The first Season in the Year of Racial Reconciliation and Healing is the Season of Confession & Repentance. We, the white members of our group, recognize the central role of our white ancestors and of our church in this county's history of racism, and also that we live with the legacies of this history today. Individually, we are aware that we carry deep-seated, and often unconscious, prejudices towards black people. We also recognize that we benefit daily from the many privileges-from wealth to education to self-confidence-that our society and each of us personally bestow and receive as a result of our race. As a church, we recognize that throughout history we have been complicit in, and sometimes even a main perpetrator of, racial violence and injustice in our country and around the world.
This history has eroded the church's position in our community and compromised, rightly, its claim to morality in the eyes of many. Our knowledge of this history, and of our individual prejudices and privilege, leaves us with profound feelings of guilt and shame. These feelings have induced us to respond to evidence of prejudice and privilege with defensiveness instead of compassion, and we feel that our failure to speak openly and vulnerably about our past and current wrongs continues to deny the historical and on-going experience of trauma, violence, and injustice to black people in our country. In other words, our shame prevents us from fulfilling our potential as a beloved community.
This is why we feel a desire to confess and repent. During the Season of Confession & Repentance, we envision that we will learn from the practices modeled in the Bible to together develop testimonies of our place in the history legacies of racial injustice. We will confess the role of the church in creating, perpetuating, and benefiting from institutions of injustice, and we will repent of these sins. We will also develop testimonies as individuals of our own privilege and prejudice. We envision that our confessions will be expressed through writing, art, music, sermons, rituals, and prayer. These testimonies will reconcile within us-as individuals and as a body-our feelings of guilt and shame and enable us to achieve our greater potential for love, empathy, and justice.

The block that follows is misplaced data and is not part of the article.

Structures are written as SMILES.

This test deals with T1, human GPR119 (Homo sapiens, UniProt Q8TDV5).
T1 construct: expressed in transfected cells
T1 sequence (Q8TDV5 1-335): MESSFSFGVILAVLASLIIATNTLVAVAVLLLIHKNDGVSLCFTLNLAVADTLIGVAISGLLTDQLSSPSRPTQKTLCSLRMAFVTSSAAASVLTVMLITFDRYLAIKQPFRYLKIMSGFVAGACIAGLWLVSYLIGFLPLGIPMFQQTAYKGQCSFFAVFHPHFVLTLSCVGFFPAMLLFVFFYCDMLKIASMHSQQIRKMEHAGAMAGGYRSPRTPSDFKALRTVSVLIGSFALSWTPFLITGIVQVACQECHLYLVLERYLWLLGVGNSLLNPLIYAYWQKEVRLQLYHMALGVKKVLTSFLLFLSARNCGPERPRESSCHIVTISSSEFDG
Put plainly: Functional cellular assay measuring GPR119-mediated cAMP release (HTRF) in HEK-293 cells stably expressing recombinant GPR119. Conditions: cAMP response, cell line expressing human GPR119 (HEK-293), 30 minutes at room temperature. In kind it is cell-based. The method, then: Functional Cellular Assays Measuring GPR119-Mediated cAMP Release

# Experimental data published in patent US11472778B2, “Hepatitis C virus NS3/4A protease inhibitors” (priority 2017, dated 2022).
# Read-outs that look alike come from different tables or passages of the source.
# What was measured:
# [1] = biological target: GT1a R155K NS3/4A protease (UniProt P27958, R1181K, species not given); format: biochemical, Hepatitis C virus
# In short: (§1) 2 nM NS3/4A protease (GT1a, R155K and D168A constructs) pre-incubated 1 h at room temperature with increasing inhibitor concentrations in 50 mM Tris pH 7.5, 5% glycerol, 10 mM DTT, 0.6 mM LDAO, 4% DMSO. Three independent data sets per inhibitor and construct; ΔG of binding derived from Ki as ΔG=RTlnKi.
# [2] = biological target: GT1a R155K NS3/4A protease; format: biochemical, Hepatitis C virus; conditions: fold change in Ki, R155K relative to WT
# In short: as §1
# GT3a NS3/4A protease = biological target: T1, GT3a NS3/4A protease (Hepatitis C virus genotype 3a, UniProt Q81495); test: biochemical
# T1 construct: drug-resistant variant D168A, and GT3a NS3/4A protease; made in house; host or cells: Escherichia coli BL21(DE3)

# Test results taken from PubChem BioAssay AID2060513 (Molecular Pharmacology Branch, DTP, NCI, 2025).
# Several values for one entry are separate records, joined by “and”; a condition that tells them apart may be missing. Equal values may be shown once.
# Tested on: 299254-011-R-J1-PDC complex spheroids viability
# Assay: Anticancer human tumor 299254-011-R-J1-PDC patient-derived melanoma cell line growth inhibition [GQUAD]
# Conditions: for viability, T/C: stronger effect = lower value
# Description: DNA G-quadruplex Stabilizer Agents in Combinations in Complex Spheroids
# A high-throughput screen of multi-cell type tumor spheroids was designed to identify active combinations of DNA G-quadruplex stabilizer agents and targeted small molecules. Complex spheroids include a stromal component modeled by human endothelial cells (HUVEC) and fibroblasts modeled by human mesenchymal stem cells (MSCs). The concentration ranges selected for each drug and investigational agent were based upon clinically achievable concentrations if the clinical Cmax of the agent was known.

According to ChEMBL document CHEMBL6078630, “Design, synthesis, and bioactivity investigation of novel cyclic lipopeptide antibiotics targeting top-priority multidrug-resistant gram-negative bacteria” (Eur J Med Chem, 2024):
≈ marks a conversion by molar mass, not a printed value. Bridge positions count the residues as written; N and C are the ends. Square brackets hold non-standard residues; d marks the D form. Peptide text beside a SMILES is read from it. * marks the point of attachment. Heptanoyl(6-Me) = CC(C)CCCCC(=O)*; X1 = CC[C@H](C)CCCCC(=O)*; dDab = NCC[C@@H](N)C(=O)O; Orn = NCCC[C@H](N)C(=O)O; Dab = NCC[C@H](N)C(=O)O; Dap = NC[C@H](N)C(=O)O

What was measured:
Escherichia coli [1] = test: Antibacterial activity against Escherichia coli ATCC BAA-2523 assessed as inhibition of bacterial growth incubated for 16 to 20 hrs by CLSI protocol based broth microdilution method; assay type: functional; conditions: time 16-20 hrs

Winter - December 2016 - Lament
Once confessed, we lament and mourn injustice.
The second season in the Year of Racial Reconciliation and Healing is the Season of Lament. During this Season, we will dwell in the painful history of our incomprehensible cruelty and open our eyes to the uncomfortable ways in which that history lives on in legacies of racism, racialized poverty, and racial injustice. Together, we will watch films, read poems, discuss books, visit sites, share articles, and host speakers that reveal the many racial injustices of our past and present.
As we encounter this legacy, we envision practicing together the spiritual discipline of lament as it is modeled in the Bible-particularly in the Book of Lamentations. Lament involves allowing tears and pain, and giving full voice to our emotions of sorrow, horror, and shame. We envision that in lamenting, we will together become witnesses to the horrors inflicted on black Americans, particularly by or with the complicity of the Christian church.